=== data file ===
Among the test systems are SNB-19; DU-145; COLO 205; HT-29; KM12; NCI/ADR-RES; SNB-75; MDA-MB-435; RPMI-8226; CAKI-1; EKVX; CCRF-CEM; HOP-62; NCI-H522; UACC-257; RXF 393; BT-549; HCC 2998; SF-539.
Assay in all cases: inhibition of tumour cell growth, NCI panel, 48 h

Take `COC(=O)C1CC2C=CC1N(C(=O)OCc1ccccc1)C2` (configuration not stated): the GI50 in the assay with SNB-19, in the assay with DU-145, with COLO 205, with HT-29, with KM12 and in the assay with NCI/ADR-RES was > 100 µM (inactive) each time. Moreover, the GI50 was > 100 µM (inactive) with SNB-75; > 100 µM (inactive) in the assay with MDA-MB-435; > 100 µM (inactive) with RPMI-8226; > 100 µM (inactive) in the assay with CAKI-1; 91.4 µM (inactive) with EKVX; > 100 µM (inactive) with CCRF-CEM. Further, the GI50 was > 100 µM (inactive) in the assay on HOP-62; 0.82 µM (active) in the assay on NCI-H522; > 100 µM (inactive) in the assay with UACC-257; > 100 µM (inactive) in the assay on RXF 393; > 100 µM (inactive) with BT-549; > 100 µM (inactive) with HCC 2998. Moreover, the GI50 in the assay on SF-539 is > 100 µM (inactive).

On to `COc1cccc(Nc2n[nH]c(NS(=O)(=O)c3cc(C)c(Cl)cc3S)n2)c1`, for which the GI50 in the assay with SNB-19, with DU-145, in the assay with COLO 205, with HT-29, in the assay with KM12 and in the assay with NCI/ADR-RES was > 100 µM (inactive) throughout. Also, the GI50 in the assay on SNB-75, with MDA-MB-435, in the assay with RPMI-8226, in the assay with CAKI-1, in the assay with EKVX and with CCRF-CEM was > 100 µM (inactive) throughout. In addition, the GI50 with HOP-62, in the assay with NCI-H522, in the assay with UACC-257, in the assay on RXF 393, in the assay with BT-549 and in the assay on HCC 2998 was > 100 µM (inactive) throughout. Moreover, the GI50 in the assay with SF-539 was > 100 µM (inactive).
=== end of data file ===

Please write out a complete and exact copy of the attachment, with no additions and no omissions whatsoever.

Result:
Among the test systems are SNB-19; DU-145; COLO 205; HT-29; KM12; NCI/ADR-RES; SNB-75; MDA-MB-435; RPMI-8226; CAKI-1; EKVX; CCRF-CEM; HOP-62; NCI-H522; UACC-257; RXF 393; BT-549; HCC 2998; SF-539.
Assay in all cases: inhibition of tumour cell growth, NCI panel, 48 h

Take `COC(=O)C1CC2C=CC1N(C(=O)OCc1ccccc1)C2` (configuration not stated): the GI50 in the assay with SNB-19, in the assay with DU-145, with COLO 205, with HT-29, with KM12 and in the assay with NCI/ADR-RES was > 100 µM (inactive) each time. Moreover, the GI50 was > 100 µM (inactive) with SNB-75; > 100 µM (inactive) in the assay with MDA-MB-435; > 100 µM (inactive) with RPMI-8226; > 100 µM (inactive) in the assay with CAKI-1; 91.4 µM (inactive) with EKVX; > 100 µM (inactive) with CCRF-CEM. Further, the GI50 was > 100 µM (inactive) in the assay on HOP-62; 0.82 µM (active) in the assay on NCI-H522; > 100 µM (inactive) in the assay with UACC-257; > 100 µM (inactive) in the assay on RXF 393; > 100 µM (inactive) with BT-549; > 100 µM (inactive) with HCC 2998. Moreover, the GI50 in the assay on SF-539 is > 100 µM (inactive).

On to `COc1cccc(Nc2n[nH]c(NS(=O)(=O)c3cc(C)c(Cl)cc3S)n2)c1`, for which the GI50 in the assay with SNB-19, with DU-145, in the assay with COLO 205, with HT-29, in the assay with KM12 and in the assay with NCI/ADR-RES was > 100 µM (inactive) throughout. Also, the GI50 in the assay on SNB-75, with MDA-MB-435, in the assay with RPMI-8226, in the assay with CAKI-1, in the assay with EKVX and with CCRF-CEM was > 100 µM (inactive) throughout. In addition, the GI50 with HOP-62, in the assay with NCI-H522, in the assay with UACC-257, in the assay on RXF 393, in the assay with BT-549 and in the assay on HCC 2998 was > 100 µM (inactive) throughout. Moreover, the GI50 in the assay with SF-539 was > 100 µM (inactive).